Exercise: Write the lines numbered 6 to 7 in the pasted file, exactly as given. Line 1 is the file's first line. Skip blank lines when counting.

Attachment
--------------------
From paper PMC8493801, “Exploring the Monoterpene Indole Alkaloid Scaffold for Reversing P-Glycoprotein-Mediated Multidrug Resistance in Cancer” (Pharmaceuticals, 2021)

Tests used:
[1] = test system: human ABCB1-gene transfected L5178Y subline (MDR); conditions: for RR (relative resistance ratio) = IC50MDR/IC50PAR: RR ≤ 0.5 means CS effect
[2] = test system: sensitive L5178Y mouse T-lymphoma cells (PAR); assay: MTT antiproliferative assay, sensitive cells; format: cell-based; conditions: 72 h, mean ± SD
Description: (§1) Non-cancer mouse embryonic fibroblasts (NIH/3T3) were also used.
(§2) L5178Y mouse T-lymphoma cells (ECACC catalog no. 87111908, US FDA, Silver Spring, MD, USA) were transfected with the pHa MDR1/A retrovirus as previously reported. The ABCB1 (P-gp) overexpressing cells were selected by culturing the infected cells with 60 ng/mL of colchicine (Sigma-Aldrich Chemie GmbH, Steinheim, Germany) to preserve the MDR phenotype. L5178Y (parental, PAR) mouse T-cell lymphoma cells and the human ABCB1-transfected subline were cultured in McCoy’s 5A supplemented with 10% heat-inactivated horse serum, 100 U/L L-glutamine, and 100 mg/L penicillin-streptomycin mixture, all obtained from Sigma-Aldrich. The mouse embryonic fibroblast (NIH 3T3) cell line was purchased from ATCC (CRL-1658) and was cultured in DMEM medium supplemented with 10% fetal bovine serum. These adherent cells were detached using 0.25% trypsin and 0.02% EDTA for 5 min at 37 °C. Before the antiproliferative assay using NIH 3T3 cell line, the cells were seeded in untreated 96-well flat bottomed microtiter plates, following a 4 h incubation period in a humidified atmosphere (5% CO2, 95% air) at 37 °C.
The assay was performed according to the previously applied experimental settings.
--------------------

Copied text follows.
(§2) L5178Y mouse T-lymphoma cells (ECACC catalog no. 87111908, US FDA, Silver Spring, MD, USA) were transfected with the pHa MDR1/A retrovirus as previously reported. The ABCB1 (P-gp) overexpressing cells were selected by culturing the infected cells with 60 ng/mL of colchicine (Sigma-Aldrich Chemie GmbH, Steinheim, Germany) to preserve the MDR phenotype. L5178Y (parental, PAR) mouse T-cell lymphoma cells and the human ABCB1-transfected subline were cultured in McCoy’s 5A supplemented with 10% heat-inactivated horse serum, 100 U/L L-glutamine, and 100 mg/L penicillin-streptomycin mixture, all obtained from Sigma-Aldrich. The mouse embryonic fibroblast (NIH 3T3) cell line was purchased from ATCC (CRL-1658) and was cultured in DMEM medium supplemented with 10% fetal bovine serum. These adherent cells were detached using 0.25% trypsin and 0.02% EDTA for 5 min at 37 °C. Before the antiproliferative assay using NIH 3T3 cell line, the cells were seeded in untreated 96-well flat bottomed microtiter plates, following a 4 h incubation period in a humidified atmosphere (5% CO2, 95% air) at 37 °C.
The assay was performed according to the previously applied experimental settings.